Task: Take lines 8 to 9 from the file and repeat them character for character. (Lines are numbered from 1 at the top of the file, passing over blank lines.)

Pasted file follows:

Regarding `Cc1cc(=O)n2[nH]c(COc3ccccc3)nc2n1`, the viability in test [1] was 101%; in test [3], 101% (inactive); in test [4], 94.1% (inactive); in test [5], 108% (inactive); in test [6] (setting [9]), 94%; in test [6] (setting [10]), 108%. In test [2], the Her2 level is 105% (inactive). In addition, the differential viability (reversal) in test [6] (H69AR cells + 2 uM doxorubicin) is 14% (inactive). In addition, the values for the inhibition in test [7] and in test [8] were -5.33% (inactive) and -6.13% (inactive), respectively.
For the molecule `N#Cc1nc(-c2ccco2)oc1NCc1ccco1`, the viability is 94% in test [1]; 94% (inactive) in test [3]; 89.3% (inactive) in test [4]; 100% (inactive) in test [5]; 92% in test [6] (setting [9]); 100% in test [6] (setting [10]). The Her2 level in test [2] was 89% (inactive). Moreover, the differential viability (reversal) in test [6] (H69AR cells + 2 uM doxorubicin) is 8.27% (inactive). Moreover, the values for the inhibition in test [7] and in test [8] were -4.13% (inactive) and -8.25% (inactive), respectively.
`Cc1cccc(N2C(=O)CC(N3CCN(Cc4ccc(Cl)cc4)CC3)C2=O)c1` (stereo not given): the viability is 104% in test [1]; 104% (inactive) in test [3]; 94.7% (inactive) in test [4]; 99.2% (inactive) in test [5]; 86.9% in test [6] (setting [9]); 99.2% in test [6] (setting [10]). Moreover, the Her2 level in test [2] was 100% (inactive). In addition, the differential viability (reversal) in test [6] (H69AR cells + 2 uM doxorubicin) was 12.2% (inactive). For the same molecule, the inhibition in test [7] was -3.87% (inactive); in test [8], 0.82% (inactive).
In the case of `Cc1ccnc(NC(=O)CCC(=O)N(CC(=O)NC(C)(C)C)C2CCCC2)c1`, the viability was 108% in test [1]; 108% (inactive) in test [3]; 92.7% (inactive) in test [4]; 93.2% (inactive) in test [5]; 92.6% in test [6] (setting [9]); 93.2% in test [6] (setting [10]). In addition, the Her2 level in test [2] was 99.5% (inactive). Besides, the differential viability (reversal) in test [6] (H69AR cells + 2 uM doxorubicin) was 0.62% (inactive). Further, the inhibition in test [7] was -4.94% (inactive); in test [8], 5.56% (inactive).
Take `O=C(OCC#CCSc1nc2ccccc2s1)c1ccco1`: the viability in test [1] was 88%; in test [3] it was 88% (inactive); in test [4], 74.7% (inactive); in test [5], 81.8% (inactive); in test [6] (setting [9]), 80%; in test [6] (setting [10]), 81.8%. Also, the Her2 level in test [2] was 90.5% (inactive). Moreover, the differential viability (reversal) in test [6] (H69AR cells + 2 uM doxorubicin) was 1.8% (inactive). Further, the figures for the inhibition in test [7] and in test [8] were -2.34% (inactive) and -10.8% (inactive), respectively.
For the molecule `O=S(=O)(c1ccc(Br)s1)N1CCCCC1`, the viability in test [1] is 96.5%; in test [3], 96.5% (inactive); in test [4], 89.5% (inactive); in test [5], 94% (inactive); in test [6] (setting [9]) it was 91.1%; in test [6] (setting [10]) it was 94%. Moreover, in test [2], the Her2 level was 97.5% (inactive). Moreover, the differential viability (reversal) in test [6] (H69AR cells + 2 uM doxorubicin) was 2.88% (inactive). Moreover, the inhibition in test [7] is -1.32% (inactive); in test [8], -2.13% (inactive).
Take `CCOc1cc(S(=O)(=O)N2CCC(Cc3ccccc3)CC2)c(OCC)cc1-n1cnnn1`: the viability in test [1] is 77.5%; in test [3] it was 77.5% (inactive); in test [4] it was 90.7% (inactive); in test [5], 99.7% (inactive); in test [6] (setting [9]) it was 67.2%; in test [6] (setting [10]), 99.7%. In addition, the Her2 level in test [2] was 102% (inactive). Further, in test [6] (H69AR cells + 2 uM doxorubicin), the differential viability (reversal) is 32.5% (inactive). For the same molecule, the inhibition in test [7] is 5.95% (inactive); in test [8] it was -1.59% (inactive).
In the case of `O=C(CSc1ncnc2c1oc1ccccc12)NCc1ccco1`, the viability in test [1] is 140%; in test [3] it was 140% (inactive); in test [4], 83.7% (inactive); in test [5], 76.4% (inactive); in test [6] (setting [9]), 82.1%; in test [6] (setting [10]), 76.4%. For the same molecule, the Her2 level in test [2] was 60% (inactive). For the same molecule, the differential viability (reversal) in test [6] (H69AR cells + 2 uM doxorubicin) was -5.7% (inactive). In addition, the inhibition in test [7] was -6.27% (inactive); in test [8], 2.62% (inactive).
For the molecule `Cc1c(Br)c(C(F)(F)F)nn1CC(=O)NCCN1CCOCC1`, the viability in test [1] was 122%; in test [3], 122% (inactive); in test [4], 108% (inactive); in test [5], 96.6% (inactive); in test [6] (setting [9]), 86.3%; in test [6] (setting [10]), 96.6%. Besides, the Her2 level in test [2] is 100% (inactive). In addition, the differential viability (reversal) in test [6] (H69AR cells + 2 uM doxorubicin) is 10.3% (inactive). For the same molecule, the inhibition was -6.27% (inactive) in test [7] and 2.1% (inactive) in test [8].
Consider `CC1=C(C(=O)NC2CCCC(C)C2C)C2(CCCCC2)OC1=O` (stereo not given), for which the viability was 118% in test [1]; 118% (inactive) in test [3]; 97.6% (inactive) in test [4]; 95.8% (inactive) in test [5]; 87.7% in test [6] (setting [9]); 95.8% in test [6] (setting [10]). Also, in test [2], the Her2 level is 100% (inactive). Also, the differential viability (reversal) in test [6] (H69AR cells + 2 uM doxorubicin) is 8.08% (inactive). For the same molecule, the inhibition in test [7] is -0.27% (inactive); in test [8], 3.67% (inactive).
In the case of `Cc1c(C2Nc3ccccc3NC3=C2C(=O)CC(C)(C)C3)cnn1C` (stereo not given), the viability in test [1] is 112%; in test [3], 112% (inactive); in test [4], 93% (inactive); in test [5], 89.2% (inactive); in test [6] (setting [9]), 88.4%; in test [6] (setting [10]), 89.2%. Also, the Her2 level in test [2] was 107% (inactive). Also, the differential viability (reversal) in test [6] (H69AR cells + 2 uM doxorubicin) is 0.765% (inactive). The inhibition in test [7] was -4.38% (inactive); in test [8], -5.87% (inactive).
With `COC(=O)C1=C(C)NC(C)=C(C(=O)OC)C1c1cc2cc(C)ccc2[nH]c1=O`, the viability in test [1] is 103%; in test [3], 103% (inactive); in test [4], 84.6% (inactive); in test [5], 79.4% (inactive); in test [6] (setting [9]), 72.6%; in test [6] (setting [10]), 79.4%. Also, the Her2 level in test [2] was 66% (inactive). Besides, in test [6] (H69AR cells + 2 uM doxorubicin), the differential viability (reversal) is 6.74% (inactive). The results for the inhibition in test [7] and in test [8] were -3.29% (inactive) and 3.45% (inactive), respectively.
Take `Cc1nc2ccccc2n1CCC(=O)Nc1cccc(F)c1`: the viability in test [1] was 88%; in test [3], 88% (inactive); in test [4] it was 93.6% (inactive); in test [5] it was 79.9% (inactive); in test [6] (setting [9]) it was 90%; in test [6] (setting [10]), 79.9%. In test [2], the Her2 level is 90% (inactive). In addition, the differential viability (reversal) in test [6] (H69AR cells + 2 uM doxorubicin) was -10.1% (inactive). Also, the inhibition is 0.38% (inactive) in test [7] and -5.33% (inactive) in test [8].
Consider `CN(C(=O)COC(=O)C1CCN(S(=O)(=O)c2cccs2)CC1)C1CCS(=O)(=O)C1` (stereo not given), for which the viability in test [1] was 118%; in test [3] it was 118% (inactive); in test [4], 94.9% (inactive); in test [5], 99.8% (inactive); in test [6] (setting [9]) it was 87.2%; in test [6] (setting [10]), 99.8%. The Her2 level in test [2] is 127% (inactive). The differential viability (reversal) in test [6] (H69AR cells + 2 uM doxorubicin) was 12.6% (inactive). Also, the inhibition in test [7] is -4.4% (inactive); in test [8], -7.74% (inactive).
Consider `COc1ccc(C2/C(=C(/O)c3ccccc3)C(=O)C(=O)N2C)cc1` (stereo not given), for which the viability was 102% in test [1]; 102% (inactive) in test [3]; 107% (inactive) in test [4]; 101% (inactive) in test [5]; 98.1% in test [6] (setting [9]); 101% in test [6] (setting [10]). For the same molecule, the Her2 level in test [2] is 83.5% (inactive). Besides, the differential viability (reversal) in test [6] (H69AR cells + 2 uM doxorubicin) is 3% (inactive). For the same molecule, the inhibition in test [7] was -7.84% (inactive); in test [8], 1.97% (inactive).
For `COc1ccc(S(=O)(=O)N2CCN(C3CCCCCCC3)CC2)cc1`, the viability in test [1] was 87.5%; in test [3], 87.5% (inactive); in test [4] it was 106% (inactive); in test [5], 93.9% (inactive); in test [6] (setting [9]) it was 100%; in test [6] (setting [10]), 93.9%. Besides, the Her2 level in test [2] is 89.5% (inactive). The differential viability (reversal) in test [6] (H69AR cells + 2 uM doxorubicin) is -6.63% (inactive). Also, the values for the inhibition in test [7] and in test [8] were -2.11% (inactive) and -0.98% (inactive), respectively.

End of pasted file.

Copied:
In the case of `O=C(CSc1ncnc2c1oc1ccccc12)NCc1ccco1`, the viability in test [1] is 140%; in test [3] it was 140% (inactive); in test [4], 83.7% (inactive); in test [5], 76.4% (inactive); in test [6] (setting [9]), 82.1%; in test [6] (setting [10]), 76.4%. For the same molecule, the Her2 level in test [2] was 60% (inactive). For the same molecule, the differential viability (reversal) in test [6] (H69AR cells + 2 uM doxorubicin) was -5.7% (inactive). In addition, the inhibition in test [7] was -6.27% (inactive); in test [8], 2.62% (inactive).
For the molecule `Cc1c(Br)c(C(F)(F)F)nn1CC(=O)NCCN1CCOCC1`, the viability in test [1] was 122%; in test [3], 122% (inactive); in test [4], 108% (inactive); in test [5], 96.6% (inactive); in test [6] (setting [9]), 86.3%; in test [6] (setting [10]), 96.6%. Besides, the Her2 level in test [2] is 100% (inactive). In addition, the differential viability (reversal) in test [6] (H69AR cells + 2 uM doxorubicin) is 10.3% (inactive). For the same molecule, the inhibition was -6.27% (inactive) in test [7] and 2.1% (inactive) in test [8].